Gifford’s book is rich in detail. He quotes liberally from sermons and readers will find themselves drawn into the logic of faith gospel speech and thought. The middle chapters of the book also introduce several celebrity pastors and their churches in great detail. This affords the book a kind of ethnographic depth often missing in works that look at several different churches. Gifford’s account of one of these churches, the International Central Gospel Church of Mensa Otabil, also has the value of introducing readers to what appears within the literature on global Pentecostalism to be a rather unique institution. In accounting for the poverty of Ghana, Otabil forgoes talk of demons and instead lays the blame on “traditional” Ghanaian culture. I read Otabil as in a sense presenting a demythologized version of claims that the other pastors also make: while for the run of the mill faith gospel pastor, one has to cast off the past in the form of demons that stand for customary practices like commitment to one’s family and its history, for Otabil it is the customs themselves that are under attack. How one moves from the standard position to Otabil’s is an important question, and one that Gifford cannot fully answer (nor, without a few more cases like Otabil’s, can anyone else with any certainty). But Gifford finds him enormously attractive and writes about him with great sympathy. Readers are likely to remember him as well for the way Gifford’s portrait of him stretches our sense of the kinds of worldview an African Pentecostal pastor can construct and preach.
In the book’s final two chapters, Gifford takes up some of the grand claims that have been made about the social effects of the spread of Pentecostal and charismatic Christianity in the global south. On the basis of his material, he doubts that these religions will be a modernizing force. Against those who argue that Pentecostal churches inculcate a Protestant work ethic, Gifford points to the supernaturalism of the faith gospel. Contra arguments that they foster democracy, he evidences the authoritarian trend embodied in recent prophetic developments and notes that these mega-churches do not build strong communities in which members might learn the virtues of citizenship. Finally, he criticizes those who would see in Pentecostalism as submerged politics of resistance to the dominant order. They fail, he says, to prove their point by showing cases in which Pentecostals really have made concrete changes in the political order. Not all will agree with Gifford’s analyses on these scores, and some may question whether the faith gospel is the best corner of the Pentecostal-charismatic world from which to tackle these questions (or at any rate whether a critique based primarily from data drawn from this corner is rounded enough to be generally valid), but they should appreciate his willingness to unsettle what in some quarters have already become settled pieties rather than conclusions derived from careful analysis.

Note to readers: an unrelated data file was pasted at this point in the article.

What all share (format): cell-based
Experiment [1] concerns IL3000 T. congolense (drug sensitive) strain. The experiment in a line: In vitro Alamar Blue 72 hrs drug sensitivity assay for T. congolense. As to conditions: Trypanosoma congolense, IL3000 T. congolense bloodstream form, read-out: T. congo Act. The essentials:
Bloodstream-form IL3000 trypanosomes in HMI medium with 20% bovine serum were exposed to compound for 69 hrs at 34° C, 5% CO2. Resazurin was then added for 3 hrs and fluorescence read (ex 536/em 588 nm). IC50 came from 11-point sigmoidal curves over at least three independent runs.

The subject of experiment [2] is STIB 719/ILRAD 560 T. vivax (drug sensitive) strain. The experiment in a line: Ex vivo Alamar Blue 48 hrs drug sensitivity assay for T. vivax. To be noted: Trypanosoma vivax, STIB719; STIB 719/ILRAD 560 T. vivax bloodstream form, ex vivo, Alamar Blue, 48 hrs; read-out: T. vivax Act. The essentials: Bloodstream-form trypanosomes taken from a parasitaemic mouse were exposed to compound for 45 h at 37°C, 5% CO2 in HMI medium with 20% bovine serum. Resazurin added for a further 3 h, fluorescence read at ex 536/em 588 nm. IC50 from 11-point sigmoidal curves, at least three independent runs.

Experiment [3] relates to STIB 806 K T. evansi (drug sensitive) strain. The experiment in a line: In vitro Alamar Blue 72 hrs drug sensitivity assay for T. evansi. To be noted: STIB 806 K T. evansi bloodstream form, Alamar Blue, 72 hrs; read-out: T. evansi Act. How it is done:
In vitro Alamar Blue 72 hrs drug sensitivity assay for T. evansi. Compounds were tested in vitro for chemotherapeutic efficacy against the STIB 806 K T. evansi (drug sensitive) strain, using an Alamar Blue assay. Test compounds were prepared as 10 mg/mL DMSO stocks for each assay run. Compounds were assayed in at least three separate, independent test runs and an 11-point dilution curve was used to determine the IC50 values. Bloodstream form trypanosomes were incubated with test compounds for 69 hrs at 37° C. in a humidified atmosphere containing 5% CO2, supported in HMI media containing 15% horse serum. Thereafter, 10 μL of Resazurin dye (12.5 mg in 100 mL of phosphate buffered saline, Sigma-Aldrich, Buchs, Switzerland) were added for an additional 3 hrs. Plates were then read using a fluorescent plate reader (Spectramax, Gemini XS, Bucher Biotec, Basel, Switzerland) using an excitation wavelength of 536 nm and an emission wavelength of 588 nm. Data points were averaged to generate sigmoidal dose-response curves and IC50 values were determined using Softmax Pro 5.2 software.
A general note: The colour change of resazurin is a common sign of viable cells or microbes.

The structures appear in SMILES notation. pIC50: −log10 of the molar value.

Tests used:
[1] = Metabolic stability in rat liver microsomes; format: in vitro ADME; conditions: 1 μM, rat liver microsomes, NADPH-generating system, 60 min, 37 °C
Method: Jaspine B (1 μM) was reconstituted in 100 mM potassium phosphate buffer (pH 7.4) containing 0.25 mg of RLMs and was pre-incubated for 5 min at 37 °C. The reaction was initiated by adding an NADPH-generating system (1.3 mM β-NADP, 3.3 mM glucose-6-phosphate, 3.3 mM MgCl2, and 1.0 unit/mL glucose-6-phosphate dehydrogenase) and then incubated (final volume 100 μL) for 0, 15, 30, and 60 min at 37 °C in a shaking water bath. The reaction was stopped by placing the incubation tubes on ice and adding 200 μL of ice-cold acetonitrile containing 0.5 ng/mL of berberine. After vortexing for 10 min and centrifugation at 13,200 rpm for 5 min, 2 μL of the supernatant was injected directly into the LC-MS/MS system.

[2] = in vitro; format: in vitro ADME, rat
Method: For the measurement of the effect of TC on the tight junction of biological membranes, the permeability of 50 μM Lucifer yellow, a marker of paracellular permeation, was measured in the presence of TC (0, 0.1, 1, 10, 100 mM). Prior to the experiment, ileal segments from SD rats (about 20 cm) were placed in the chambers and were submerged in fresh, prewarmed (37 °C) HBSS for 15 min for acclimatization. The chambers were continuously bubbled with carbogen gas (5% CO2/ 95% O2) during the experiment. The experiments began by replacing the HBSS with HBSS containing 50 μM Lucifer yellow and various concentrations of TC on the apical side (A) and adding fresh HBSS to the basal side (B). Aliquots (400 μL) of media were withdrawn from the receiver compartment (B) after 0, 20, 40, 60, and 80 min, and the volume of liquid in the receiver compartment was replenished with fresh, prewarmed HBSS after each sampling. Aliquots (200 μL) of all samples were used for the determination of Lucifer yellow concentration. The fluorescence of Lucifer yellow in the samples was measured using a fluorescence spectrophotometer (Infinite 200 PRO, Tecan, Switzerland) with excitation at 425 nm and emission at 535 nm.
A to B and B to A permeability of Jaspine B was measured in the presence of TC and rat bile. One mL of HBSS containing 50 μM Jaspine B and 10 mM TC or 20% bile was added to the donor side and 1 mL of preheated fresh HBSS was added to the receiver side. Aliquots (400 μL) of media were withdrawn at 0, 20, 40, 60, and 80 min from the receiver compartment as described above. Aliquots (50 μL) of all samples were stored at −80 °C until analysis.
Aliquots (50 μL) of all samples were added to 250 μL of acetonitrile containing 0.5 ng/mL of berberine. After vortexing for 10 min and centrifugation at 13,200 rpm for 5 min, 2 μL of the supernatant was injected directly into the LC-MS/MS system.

Well written, provocative and thoroughly researched, this volume will be a lasting contribution to the literature on Pentecostal Christianity and to that on African religion in the early twenty-first century. Full of comparative insights, it deserves a wide audience.
[Note: the author wishes to pass along the information that this review essay was drafted in 2007, which is why later relevant scholarship is not referenced]